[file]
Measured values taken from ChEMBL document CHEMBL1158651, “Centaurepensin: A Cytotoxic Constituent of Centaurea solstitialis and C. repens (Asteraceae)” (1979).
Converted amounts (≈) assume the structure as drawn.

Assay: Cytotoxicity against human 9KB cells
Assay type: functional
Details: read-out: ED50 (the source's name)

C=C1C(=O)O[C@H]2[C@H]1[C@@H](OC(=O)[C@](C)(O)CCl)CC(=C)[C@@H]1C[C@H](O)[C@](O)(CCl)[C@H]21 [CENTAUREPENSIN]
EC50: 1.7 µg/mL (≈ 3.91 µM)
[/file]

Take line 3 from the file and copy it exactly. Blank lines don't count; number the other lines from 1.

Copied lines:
Assay: Cytotoxicity against human 9KB cells